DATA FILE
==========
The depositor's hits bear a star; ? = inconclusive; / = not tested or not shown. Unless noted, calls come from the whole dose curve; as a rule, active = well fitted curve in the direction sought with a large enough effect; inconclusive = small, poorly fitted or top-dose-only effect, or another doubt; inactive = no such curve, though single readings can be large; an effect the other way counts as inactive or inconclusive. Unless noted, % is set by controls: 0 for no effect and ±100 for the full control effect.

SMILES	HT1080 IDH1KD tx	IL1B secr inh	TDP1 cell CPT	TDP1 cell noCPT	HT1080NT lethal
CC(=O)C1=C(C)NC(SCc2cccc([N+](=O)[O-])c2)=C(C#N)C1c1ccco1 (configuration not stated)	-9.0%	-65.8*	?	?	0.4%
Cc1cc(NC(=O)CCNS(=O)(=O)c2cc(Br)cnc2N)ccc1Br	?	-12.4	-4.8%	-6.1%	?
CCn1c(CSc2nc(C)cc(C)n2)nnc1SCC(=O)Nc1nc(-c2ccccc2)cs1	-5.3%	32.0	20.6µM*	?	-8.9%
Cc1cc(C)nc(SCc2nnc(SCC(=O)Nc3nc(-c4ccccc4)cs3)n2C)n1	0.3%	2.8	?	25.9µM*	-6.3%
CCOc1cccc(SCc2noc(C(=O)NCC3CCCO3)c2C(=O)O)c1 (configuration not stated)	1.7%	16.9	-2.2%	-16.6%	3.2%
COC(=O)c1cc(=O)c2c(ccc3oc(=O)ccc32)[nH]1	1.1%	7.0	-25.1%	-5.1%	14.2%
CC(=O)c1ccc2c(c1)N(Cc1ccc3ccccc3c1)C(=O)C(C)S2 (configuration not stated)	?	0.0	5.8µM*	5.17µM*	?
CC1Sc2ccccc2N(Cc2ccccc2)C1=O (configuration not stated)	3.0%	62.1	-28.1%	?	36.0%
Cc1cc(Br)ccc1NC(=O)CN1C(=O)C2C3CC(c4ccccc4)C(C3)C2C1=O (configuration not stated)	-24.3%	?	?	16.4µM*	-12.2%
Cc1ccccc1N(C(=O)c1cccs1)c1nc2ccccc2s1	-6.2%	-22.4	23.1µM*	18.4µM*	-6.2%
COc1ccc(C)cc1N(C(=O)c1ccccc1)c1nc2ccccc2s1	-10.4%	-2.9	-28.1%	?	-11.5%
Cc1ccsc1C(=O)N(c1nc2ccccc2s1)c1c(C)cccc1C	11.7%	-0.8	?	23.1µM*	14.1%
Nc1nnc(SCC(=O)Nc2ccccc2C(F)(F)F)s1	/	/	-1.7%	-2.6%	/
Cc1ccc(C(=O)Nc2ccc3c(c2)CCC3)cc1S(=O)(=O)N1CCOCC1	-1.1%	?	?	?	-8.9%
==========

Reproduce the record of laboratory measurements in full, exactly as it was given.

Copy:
The depositor's hits bear a star; ? = inconclusive; / = not tested or not shown. Unless noted, calls come from the whole dose curve; as a rule, active = well fitted curve in the direction sought with a large enough effect; inconclusive = small, poorly fitted or top-dose-only effect, or another doubt; inactive = no such curve, though single readings can be large; an effect the other way counts as inactive or inconclusive. Unless noted, % is set by controls: 0 for no effect and ±100 for the full control effect.

SMILES	HT1080 IDH1KD tx	IL1B secr inh	TDP1 cell CPT	TDP1 cell noCPT	HT1080NT lethal
CC(=O)C1=C(C)NC(SCc2cccc([N+](=O)[O-])c2)=C(C#N)C1c1ccco1 (configuration not stated)	-9.0%	-65.8*	?	?	0.4%
Cc1cc(NC(=O)CCNS(=O)(=O)c2cc(Br)cnc2N)ccc1Br	?	-12.4	-4.8%	-6.1%	?
CCn1c(CSc2nc(C)cc(C)n2)nnc1SCC(=O)Nc1nc(-c2ccccc2)cs1	-5.3%	32.0	20.6µM*	?	-8.9%
Cc1cc(C)nc(SCc2nnc(SCC(=O)Nc3nc(-c4ccccc4)cs3)n2C)n1	0.3%	2.8	?	25.9µM*	-6.3%
CCOc1cccc(SCc2noc(C(=O)NCC3CCCO3)c2C(=O)O)c1 (configuration not stated)	1.7%	16.9	-2.2%	-16.6%	3.2%
COC(=O)c1cc(=O)c2c(ccc3oc(=O)ccc32)[nH]1	1.1%	7.0	-25.1%	-5.1%	14.2%
CC(=O)c1ccc2c(c1)N(Cc1ccc3ccccc3c1)C(=O)C(C)S2 (configuration not stated)	?	0.0	5.8µM*	5.17µM*	?
CC1Sc2ccccc2N(Cc2ccccc2)C1=O (configuration not stated)	3.0%	62.1	-28.1%	?	36.0%
Cc1cc(Br)ccc1NC(=O)CN1C(=O)C2C3CC(c4ccccc4)C(C3)C2C1=O (configuration not stated)	-24.3%	?	?	16.4µM*	-12.2%
Cc1ccccc1N(C(=O)c1cccs1)c1nc2ccccc2s1	-6.2%	-22.4	23.1µM*	18.4µM*	-6.2%
COc1ccc(C)cc1N(C(=O)c1ccccc1)c1nc2ccccc2s1	-10.4%	-2.9	-28.1%	?	-11.5%
Cc1ccsc1C(=O)N(c1nc2ccccc2s1)c1c(C)cccc1C	11.7%	-0.8	?	23.1µM*	14.1%
Nc1nnc(SCC(=O)Nc2ccccc2C(F)(F)F)s1	/	/	-1.7%	-2.6%	/
Cc1ccc(C(=O)Nc2ccc3c(c2)CCC3)cc1S(=O)(=O)N1CCOCC1	-1.1%	?	?	?	-8.9%